Mechanisms of cancer cell metastasis are poorly understood and there are currently are no reliable biomarkers or treatments available for this deadly disease. This is a particular problem in pancreatic and colon cancer, where most patients already display advanced metastatic disease at the time of diagnosis. Studying the metastatic process has proven difficult, because metastatic cells represent only a rare population of cells that reside in the tumor proper and established metastatic cell lines have undergone significant genetic drift over the years due to extended passaging in culture. This has severally hindered the application and interpretation of gene and protein profiling technologies. Thus, there is a crucial need to design more physiologically relevant systems to identify true, functionally important, molecular signatures of this disease. In this regards, important recent work has shown that it is possible to isolate rare metastatic cells from various organs in vivo. These cells when placed back into animals show significantly increased ability to metastasize a second time. Using this enrichment approach and gene profiling technology, a few important metastatic signatures (e.g. Twist, RhoC) have been identified and validated functionally. However, it has been estimated that only 40-60% of genetic changes observed at the mRNA level are actually reflected at the protein level making the functional relevance of most genetic profiles of metastatic cells questionable and the selection of candidate genes for validation problematic. Thus, there is a crucial need to identify functionally relevant protein signatures that predict metastatic disease. Such proteins would not only serve as true biomarkers of metastatic cancer, but also as novel therapeutic targets. To address this important need, we will use invivo selection to enrich for pancreatic cancer cells that spontaneously metastasize to lymph nodes of mice. We will utilize the Kras/lnk4a/Arf transgenic mouse model of pancreatic cancer which closely recapitulates the human form of metastatic cancer. The protein and phosphoprptein profiles of highly metastatic cells will then be determine using large-scale quantitative proteomics for comparison to control non-metastatic cells isolated from the primary tumor site. Proteins that signify metastatic cells will then be functionally validated using a gene knockout/knockin approach and animal models of cell metastasis. Finally, our published and preliminary data indicate that the src/CAS/Crk/PEAK signaling pathway is upregulated in highly metastatic cells selected in vivo. We will mechanistically determine how this signaling pathway facilitates metastasis and determine at what step in the metastastic process it impacts using high resolution imaging of metastasizing cells in live animals. Therefore our overall goal is to identify and functionally validate novel biomarkers of metastatic cells and determine how the src/CAS/Crk/PEAK pathway contributes to pancreatic cancer progression and metastasis in vivo. The overall goal of this work is to determine how cancer cells leave the primary tumor and spread throughout the body. Work on this proposal will identify new protein markers that will aide the clinician in the diagnosis of the spread of cancer and determine how molecular signals within the cell control this process.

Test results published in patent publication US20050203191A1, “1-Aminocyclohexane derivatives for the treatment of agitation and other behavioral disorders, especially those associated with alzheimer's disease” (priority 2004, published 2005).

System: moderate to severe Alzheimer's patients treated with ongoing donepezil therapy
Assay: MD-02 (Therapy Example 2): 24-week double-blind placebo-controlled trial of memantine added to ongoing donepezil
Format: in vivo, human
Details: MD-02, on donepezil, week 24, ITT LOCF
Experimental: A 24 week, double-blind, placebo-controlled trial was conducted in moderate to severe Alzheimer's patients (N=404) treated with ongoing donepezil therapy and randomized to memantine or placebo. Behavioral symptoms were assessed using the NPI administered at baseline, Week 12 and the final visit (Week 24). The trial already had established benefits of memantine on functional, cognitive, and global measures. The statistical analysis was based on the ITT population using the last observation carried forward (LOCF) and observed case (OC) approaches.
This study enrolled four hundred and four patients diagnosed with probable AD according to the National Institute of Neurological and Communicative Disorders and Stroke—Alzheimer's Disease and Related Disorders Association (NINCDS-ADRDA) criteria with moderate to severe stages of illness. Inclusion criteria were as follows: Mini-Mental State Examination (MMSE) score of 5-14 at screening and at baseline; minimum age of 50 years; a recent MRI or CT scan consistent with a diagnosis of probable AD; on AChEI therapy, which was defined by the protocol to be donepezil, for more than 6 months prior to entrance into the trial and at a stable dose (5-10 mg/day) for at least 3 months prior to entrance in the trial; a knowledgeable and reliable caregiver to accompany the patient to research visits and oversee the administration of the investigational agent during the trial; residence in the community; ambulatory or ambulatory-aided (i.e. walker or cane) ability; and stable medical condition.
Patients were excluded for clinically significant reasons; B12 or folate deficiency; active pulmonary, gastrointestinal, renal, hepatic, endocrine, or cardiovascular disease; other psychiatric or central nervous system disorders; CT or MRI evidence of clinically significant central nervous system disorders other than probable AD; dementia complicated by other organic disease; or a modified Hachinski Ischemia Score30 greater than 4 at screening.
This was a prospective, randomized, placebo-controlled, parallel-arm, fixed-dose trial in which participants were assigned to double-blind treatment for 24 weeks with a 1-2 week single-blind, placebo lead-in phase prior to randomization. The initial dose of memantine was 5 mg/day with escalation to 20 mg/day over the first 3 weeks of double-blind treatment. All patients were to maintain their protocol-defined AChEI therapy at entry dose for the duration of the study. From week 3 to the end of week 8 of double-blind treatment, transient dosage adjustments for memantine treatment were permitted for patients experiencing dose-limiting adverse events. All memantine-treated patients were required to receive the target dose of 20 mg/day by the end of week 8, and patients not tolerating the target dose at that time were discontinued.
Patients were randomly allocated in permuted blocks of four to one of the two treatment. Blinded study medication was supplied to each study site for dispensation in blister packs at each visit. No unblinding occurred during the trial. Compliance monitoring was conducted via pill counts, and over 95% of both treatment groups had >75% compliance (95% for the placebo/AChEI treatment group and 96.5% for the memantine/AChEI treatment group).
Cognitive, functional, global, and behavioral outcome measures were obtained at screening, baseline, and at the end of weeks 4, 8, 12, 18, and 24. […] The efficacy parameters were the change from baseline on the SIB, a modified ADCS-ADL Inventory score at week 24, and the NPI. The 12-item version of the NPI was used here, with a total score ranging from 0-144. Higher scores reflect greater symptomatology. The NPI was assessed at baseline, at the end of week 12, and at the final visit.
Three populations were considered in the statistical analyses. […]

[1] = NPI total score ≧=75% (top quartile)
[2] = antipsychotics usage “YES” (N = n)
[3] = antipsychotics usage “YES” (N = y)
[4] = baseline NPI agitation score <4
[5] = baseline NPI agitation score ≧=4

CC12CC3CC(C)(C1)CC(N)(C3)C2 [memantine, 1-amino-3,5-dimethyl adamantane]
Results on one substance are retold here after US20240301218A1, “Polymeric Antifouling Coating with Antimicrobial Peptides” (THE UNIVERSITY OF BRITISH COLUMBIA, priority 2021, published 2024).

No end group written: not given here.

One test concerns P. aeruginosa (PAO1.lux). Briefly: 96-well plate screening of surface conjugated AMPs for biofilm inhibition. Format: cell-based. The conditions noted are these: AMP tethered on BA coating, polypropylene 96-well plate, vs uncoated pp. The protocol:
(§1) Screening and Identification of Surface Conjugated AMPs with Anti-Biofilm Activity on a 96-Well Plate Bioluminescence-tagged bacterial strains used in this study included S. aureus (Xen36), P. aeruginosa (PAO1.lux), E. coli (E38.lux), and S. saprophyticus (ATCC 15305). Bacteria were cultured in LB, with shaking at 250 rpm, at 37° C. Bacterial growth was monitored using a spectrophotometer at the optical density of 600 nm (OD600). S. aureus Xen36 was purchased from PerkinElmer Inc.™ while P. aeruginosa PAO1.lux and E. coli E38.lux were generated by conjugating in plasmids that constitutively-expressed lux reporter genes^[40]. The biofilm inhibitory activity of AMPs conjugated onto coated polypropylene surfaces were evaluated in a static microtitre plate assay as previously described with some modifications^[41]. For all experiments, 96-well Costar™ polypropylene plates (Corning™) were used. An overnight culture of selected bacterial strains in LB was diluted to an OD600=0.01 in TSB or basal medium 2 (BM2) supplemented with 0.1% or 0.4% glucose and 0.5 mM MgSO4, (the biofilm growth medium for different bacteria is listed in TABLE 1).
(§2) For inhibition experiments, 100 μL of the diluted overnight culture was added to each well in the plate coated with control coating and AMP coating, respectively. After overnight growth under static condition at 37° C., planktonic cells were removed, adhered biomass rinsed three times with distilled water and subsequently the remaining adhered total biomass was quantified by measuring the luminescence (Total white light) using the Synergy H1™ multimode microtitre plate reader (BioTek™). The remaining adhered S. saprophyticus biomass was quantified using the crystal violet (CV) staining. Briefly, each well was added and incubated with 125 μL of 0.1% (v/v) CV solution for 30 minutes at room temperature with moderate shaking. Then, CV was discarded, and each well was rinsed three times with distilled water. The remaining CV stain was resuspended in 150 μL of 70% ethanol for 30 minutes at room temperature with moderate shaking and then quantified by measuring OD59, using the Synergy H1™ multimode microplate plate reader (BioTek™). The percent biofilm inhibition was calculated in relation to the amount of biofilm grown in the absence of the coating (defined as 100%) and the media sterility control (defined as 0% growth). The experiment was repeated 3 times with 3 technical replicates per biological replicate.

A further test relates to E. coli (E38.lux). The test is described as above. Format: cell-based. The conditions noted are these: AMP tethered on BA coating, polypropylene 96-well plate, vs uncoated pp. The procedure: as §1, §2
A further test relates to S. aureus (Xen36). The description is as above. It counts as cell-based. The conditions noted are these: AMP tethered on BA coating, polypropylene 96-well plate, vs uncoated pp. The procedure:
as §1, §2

National Institute of Health (NIH)
National Cancer Institute (NCI)
Research Project (R01)
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Tumor Cell Biology Study Section (TCB)
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Ault, Grace S
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University of California San Diego
Schools of Medicine
La Jolla
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